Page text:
I want to see a UK which is not just carbon neutral but carbon negative. Young people, given they will have to carry this burden for us all, should be involved in the decision-making processes for achieving this ambitious goal. We must acknowledge the part that biodiversity catastrophe plays in pandemics, and recognise that to build resilience, we need to talk about habitat as well as carbon.

In areas such as education, economy and environment, the country simply must move forward, rather than look back. This is where I would start as the leader of the Liberal Democrats, along with our ongoing campaigns to reform our political system and challenge threats to human rights in the face of populism and authoritarianism, at home and abroad.

Of course, to make real progress and seriously challenge the Conservatives, the Lib Dems need to move forward as well.

For too long, we’ve become more defined by what we’re against, rather than what we’re for. The party lost trust when many supporters questioned our judgement in entering a coalition government. Subsequent leaders have struggled to move us on from this. We’ve also lost our campaigning edge; we need to rediscover a bold vision and also build the machine to deliver it.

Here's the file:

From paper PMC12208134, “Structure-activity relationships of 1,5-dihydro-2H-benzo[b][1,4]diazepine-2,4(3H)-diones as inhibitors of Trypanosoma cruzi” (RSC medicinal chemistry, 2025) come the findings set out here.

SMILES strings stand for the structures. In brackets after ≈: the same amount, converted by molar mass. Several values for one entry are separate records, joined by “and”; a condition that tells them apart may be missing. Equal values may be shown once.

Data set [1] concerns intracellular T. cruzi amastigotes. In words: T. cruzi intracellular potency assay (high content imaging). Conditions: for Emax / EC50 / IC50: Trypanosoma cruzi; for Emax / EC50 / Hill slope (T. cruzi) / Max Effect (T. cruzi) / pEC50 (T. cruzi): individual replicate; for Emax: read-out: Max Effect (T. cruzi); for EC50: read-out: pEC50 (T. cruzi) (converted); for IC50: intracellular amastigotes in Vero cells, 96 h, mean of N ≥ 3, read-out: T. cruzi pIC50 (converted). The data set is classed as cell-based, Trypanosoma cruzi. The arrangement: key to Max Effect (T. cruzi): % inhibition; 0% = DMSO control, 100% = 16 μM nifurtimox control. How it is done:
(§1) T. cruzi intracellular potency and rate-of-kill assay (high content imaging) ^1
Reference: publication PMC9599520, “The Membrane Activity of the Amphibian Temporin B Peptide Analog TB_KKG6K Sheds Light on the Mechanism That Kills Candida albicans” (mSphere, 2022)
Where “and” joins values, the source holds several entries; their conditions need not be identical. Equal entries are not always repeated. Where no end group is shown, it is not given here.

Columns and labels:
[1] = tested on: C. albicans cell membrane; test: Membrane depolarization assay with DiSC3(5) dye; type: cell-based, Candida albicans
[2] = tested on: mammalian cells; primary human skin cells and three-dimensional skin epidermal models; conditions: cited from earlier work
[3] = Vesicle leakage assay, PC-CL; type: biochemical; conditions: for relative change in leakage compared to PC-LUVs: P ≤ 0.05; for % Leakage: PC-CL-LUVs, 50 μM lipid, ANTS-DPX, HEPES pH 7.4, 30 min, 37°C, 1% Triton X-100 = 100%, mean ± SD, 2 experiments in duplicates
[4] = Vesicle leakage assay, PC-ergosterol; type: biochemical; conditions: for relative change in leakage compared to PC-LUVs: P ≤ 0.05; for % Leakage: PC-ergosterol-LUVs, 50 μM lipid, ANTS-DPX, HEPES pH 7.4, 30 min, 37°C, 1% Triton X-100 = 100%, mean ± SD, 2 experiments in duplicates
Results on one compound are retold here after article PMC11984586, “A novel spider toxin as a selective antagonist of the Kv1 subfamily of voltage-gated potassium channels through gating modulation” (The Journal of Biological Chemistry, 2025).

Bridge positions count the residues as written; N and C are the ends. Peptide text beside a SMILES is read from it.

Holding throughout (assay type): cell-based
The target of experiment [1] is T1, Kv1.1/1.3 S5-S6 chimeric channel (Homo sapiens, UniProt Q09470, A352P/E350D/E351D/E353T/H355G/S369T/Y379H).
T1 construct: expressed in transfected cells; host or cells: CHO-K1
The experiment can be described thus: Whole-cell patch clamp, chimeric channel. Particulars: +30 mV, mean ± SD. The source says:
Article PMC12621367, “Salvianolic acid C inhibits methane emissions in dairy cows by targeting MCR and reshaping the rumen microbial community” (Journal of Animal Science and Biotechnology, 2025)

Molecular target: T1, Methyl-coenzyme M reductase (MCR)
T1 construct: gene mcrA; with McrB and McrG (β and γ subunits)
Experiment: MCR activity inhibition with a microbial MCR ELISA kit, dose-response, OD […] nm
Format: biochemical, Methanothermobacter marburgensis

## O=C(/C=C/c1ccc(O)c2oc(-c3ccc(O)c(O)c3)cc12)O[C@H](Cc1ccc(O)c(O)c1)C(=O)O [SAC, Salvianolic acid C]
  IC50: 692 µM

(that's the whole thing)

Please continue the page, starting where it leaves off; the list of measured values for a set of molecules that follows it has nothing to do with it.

Under new leadership, the Lib Dems must work together at all levels of the party, to rebuild our campaigning strength, listen to voters and restore trust. We need a national brand that complements local council successes, rather than imposing messages that work against local aims. We need to build broad support across the country, and we need to live (and look like) our values of diversity and inclusion.

This approach has worked in my constituency, where building cross-party support, listening to voters, and a strong campaigning effort led to an 8,000-vote increase in my majority in December.